LAS sociology research sheds new light on nonimmigrant Americans' views on dual loyalty

The social issue of immigrants’ dual loyalty figured prominently in the 2016 U.S. presidential primaries, yet little is known about Americans’ views on the subject.

Drawing on data from a nationally representative phone survey, Abdi Kusow and Matt DeLisi explore nonimmigrant Americans’ attitudes toward immigrants’ dual loyalty in a paper recently published in the sociological research journal, Socius: Sociological Research for a Dynamic World.

Their results show attitudes toward dual loyalty are informed by multiple boundary-making processes, including the extent to which respondents strongly believe that immigrants should celebrate American values and traditions and share their vision of America, that immigration should be restricted as much as possible, and that American influence in the world is important.

Abdi Kusow

“Those who see American influence in the world as very important are also significantly more likely to support immigrants’ dual loyalty than those who do not see the importance of American influence in the world,” said Kusow, an associate professor of sociology. “It is possible for people to think that having Americans who maintain dual loyalty with their countries of origin may help contribute to America’s influence in the world, as casual American ambassadors, perhaps.”

Kusow said there is a perceived lack of loyalty among immigrants, and recent media conversations surrounding previous and current presidential election cycles can inspire that lack of loyalty.

“Nonimmigrant Americans wonder, ‘How can a person be equally loyal to two countries with two different fundamental values?’” he said. “The problem with the debate about whether or not someone can lead the country if they are perceived as loyal to another country as well is just that – a debate. It lacks any empirical foundation, and most importantly it completely ignores what nonimmigrant Americans think about immigrants’ dual loyalty.”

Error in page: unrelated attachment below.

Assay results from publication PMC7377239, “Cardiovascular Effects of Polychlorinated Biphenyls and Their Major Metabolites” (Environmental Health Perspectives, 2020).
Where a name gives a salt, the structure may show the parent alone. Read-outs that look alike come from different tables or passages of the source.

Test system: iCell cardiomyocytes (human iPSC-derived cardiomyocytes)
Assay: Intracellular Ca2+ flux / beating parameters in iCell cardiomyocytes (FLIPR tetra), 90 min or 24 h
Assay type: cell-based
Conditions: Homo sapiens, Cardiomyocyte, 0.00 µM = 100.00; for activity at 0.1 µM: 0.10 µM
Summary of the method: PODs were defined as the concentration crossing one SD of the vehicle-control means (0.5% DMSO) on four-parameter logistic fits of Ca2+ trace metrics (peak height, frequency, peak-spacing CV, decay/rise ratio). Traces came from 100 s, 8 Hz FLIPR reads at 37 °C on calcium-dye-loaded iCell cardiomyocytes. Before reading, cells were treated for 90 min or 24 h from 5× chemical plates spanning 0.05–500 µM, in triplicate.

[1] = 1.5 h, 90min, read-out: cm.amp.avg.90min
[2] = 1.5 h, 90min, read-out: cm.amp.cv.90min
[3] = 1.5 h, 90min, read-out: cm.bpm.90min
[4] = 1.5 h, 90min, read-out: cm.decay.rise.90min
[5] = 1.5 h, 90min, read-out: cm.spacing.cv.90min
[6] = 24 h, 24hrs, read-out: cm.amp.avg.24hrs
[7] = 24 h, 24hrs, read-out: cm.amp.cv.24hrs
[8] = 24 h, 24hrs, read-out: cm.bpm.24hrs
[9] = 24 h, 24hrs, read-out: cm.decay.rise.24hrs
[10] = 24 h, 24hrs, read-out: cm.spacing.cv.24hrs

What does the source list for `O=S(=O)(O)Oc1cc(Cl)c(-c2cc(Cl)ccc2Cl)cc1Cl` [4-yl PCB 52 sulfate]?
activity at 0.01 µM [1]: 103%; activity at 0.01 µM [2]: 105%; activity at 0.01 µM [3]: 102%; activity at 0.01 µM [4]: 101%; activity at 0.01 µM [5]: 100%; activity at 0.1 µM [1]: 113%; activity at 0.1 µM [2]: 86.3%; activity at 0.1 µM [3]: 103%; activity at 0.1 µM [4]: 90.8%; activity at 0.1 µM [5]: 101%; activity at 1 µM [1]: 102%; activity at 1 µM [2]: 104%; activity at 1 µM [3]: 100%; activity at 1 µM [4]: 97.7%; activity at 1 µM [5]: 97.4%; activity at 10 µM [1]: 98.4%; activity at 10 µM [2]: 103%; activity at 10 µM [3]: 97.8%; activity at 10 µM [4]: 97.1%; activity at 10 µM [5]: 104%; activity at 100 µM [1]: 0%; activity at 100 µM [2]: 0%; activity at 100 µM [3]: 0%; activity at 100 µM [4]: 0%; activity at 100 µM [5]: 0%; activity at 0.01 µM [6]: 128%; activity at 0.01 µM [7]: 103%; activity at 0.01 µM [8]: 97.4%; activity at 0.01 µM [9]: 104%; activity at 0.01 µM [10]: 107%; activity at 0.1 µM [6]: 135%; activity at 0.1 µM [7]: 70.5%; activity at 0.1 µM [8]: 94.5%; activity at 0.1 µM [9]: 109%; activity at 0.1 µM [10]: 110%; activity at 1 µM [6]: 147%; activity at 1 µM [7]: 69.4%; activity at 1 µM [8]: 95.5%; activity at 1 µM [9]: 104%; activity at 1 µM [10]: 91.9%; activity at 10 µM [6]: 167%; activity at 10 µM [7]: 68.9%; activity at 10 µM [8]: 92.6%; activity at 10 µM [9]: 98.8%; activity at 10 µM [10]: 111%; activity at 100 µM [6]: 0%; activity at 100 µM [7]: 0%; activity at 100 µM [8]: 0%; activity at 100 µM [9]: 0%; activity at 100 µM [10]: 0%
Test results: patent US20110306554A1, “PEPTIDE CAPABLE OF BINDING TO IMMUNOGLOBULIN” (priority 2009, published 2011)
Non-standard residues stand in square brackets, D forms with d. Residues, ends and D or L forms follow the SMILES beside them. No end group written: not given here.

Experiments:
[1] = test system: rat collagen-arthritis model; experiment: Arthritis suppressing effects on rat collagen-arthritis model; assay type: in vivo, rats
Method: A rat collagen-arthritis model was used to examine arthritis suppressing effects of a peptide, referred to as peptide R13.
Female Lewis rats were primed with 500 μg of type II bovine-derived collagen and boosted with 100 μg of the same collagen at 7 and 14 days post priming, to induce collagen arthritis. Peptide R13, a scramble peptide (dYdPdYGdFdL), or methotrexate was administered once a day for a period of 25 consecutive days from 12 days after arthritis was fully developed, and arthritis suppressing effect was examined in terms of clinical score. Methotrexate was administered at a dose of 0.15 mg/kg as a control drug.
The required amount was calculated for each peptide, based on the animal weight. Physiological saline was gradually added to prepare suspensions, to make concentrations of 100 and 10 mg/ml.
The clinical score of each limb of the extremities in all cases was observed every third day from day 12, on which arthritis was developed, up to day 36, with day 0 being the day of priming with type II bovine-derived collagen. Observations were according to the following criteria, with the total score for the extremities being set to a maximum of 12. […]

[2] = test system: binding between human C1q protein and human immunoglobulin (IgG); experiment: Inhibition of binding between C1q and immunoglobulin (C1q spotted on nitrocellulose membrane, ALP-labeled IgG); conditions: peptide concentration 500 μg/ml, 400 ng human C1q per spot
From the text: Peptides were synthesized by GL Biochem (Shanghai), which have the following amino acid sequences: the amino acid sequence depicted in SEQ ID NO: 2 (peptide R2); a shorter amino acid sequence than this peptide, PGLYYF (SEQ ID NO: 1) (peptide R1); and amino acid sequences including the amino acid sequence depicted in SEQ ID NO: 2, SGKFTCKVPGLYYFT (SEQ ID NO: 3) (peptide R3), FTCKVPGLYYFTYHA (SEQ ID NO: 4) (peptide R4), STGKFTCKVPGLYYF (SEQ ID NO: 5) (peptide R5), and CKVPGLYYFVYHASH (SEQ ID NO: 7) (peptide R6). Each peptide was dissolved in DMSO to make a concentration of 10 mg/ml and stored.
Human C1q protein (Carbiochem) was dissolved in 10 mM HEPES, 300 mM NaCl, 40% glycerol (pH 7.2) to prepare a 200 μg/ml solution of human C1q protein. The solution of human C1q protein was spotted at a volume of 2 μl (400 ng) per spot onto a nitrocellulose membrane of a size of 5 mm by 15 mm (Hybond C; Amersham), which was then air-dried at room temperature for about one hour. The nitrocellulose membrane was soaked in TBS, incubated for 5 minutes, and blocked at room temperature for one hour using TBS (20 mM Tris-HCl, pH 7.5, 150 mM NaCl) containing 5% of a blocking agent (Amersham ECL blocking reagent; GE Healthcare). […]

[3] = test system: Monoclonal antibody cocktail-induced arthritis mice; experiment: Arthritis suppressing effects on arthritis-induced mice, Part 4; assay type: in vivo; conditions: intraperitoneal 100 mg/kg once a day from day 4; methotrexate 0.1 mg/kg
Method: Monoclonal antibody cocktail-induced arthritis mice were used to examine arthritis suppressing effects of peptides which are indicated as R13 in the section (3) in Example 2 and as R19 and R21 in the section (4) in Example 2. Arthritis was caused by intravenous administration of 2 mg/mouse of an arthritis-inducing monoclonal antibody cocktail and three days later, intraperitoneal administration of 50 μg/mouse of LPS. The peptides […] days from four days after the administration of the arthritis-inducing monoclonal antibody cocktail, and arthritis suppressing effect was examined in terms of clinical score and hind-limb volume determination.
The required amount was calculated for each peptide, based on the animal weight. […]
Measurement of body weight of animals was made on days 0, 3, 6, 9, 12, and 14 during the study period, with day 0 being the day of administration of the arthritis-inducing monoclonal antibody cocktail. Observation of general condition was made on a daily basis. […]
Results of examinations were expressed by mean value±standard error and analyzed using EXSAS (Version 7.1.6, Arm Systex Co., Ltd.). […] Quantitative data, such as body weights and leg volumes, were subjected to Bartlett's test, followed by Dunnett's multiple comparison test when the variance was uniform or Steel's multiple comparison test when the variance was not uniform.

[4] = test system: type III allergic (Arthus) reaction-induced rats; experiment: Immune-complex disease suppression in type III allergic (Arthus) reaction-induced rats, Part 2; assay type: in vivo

Kusow and DeLisi’s research focused on extending the parameters of the discussion to include nonimmigrant Americans’ attitude toward immigrants’ dual loyalty. DeLisi, a professor of sociology, said that in general, Americans are proud of dual loyalty, as long as they think the larger loyalty is with the U.S. But, he said current political environments or cultural differences can sway attitudes.

Dual loyalty becomes problematic when people think an immigrant’s loyalty to their home country is greater than their loyalty to the U.S., or if the immigrant is from a socially hostile climate.

Matt DeLisi

“If there is a Chinese American versus someone from Iran, Americans are more supportive of the Chinese American because of the current unstable Iranian climate,” DeLisi said. “This is fluid, however. We’ve sees these waves of mistrust throughout American history.”

Kusow and DeLisi’s research also found that social variables – such as gender or education – did not affect one’s attitudes toward immigrants’ dual loyalty. Age did play a role, as younger generations were more likely than their parents or grandparents to support dual loyalty. And those who agreed that the U.S. should limit immigration and that immigrants should celebrate American culture and tradition were more likely to oppose immigrants’ dual loyalty.

Their findings show immigrants’ dual loyalty also influences nonimmigrant Americans’ understanding of the increasing level of global interdependence. As immigrants become more engaged with their countries of origin and the United States at the same time, the American people might become more open in their attitudes toward immigrants’ dual loyalty as well.

Further understanding of how nonimmigrant Americans react to immigrants’ dual loyalty will provide important insight into understanding the nature and implications of immigration on America’s national identity and core values, as well as the ways immigrants and nonimmigrant Americans continue to reflect on each other in the making and remaking of American social, economic and political values.